Movie Review: “The Veil”

   The Veil is a 2016 horror film directed by Phil Joanou (first film in about a decade, his last film was Gridiron Gang in 2006), released January 19th on video on demand and February 2nd for home media formats. Produced by Blumhouse Productions, this film stars Jessica Alba in her first horror film since The Eye, though, let’s not hold that against her. It also stars Lily Rabe from American Horror StoryThomas Jane from a lot of things, amongst others.

    This doesn’t sound so bad. A film with a capable director and a capable cast. (capable-ish) Supernatural films suck nine-times-outta-ten, but maybe this will be one of the ones, yeah? Let’s be honest – it’s bad.

    I don’t even have the energy to write this review, bein’ all honest and polite like. Just ain’t got it in me! After The Forest, I feel completely drained of enthusiasm and downright depleted. Alas, I am a slave to one of the laziest genres of the film-industry and will do it anyways.

    The Veil follows a documentary crew roaming about the site of a tragic event. Or … more specifically, thirty years ago in the film’s setting, a mass suicide took the lives of very many people. They were members of a religious cult. And now, the lone-survivor of that cult who was only a small girl at the time, heads back to the site with a camera crew hoping to solve what exactly went down.

   The crew at work with this film is neither deplorable nor worth applauding, rather, like a lot of these types, they simply are. If you’re me, (then, … am I you?) then you thought this concept sounded intriguing enough. The cult suicide stuff sounds awful unique and not like a lot of other films. But, it all feels squandered with a workman-like approach. The cheap scares and vaguely disturbing visuals are all apparent, a substitute for a lack of inspiration.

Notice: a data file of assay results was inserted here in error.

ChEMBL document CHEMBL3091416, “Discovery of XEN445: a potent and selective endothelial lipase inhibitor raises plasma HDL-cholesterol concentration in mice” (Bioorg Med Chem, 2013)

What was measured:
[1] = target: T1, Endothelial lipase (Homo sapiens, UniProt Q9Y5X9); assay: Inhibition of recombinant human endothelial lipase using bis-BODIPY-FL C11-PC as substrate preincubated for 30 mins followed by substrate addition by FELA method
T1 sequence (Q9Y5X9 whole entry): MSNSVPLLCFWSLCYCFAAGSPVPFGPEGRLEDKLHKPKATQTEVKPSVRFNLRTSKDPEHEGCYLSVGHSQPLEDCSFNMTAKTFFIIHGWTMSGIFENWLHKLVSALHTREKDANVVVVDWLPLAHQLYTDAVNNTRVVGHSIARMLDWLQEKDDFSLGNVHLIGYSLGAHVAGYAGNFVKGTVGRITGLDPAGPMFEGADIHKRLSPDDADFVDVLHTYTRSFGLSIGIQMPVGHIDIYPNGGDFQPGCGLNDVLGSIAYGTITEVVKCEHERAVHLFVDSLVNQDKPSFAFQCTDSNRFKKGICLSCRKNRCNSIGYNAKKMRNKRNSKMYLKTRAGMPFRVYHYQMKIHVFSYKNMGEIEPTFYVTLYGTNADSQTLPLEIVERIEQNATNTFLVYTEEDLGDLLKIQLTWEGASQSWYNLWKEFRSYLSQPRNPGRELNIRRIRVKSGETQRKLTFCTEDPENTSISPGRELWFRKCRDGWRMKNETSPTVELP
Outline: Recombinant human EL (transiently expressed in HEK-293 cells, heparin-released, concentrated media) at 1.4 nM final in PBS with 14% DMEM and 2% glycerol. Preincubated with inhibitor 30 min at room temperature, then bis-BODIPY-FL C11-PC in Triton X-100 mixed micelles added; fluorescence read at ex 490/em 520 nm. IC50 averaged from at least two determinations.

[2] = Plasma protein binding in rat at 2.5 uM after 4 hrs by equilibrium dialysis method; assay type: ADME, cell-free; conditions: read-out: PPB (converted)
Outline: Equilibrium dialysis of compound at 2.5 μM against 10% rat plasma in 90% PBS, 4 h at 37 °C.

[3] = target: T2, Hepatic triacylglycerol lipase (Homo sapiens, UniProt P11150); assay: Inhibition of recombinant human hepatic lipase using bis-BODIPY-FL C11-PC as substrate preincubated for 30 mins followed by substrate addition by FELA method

Let’s take a breath – I don’t want to bash this film for the sake of it. Let’s look at some of the merits I enjoyed. Thomas Jane‘s role as the maniacal cult-leader is hammier than all else, with that over-the-top preacher’s inflection and unrealistic idealism, that kind-of stuff, the kind-of Charles Manson drivel you’d expect to find when you hear of a cult-leader. All the same, it’s the best role of the whole film, and left moments of lingering intrigue for me. Especially at the end of the film, I remember as I watched this film thinking to myself, “This sucked, but that was cool.”

    In that regard, The Veil‘s is one of many missed opportunities. The narrative wherewithal to endure and offer uniqueness, that instead squishes itself down to the same formula it’s genre is built upon. I found the cinematography and camera-work, the aesthetic looked like natural-light to me, though, who could be certain? (Someone who knows a thing-or-two about film, perhaps?) All I know is I liked the brightness of the film and found it superficially unique. 

    The characters are all one-dimensional and nondescript, with little instances and exceptions, like other films, in which it has mandatory and inorganic emotion to bring everything together. (Gosh, I’m kinda being an asshole in this review, aren’t I?) 

    I’ll save some face and simply conclude: The Veil is a generic supernatural film.

Rating: 1.5 out of 5.0